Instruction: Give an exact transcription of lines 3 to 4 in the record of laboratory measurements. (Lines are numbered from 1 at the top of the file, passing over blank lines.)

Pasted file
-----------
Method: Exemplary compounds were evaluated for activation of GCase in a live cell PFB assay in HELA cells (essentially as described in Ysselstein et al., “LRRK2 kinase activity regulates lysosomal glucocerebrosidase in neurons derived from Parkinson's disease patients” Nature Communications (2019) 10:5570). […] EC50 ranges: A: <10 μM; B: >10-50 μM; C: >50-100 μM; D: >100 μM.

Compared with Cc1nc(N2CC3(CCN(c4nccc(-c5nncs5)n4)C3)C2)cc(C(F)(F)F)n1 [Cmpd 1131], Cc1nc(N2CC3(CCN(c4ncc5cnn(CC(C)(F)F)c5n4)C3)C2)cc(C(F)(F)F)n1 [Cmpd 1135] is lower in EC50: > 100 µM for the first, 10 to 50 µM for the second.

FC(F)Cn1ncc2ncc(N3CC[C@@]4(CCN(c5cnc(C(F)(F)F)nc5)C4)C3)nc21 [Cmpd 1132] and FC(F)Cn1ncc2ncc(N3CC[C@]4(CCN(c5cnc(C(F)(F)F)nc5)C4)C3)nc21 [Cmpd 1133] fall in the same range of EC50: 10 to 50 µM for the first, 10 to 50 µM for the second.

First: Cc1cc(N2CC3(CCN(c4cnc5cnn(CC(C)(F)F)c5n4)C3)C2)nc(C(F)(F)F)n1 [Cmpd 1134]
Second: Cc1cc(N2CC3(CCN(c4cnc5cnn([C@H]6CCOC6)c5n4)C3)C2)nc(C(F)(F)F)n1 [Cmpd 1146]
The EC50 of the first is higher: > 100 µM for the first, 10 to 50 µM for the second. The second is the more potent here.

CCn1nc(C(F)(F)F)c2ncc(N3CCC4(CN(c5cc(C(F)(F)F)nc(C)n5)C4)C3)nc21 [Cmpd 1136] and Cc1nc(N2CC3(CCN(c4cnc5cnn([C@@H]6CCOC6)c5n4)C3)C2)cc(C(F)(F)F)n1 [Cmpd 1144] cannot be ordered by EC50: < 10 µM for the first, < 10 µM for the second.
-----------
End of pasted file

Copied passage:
FC(F)Cn1ncc2ncc(N3CC[C@@]4(CCN(c5cnc(C(F)(F)F)nc5)C4)C3)nc21 [Cmpd 1132] and FC(F)Cn1ncc2ncc(N3CC[C@]4(CCN(c5cnc(C(F)(F)F)nc5)C4)C3)nc21 [Cmpd 1133] fall in the same range of EC50: 10 to 50 µM for the first, 10 to 50 µM for the second.

First: Cc1cc(N2CC3(CCN(c4cnc5cnn(CC(C)(F)F)c5n4)C3)C2)nc(C(F)(F)F)n1 [Cmpd 1134]